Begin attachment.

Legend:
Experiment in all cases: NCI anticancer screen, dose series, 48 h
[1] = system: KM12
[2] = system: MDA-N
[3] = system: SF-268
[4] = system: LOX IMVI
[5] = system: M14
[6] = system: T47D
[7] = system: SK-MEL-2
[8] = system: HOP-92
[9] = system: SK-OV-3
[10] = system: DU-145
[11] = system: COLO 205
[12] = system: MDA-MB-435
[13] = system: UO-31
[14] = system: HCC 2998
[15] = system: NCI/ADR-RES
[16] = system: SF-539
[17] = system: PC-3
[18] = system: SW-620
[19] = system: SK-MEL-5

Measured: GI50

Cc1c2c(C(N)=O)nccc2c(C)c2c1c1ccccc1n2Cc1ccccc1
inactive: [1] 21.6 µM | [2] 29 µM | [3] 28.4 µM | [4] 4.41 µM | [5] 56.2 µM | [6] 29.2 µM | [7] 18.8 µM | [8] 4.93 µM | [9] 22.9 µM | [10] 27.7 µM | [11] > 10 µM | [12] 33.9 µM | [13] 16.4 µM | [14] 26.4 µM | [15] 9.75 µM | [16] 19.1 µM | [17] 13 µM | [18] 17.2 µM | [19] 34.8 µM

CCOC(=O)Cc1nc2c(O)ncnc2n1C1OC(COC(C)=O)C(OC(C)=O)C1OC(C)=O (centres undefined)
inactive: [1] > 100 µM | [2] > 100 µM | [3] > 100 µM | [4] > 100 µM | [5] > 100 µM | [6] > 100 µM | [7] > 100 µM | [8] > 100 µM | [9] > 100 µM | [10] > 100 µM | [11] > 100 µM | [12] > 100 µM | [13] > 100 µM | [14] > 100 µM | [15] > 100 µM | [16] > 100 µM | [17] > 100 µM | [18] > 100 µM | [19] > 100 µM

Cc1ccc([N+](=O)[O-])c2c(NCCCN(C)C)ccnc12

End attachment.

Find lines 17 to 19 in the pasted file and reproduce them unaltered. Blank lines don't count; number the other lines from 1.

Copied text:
[15] = system: NCI/ADR-RES
[16] = system: SF-539
[17] = system: PC-3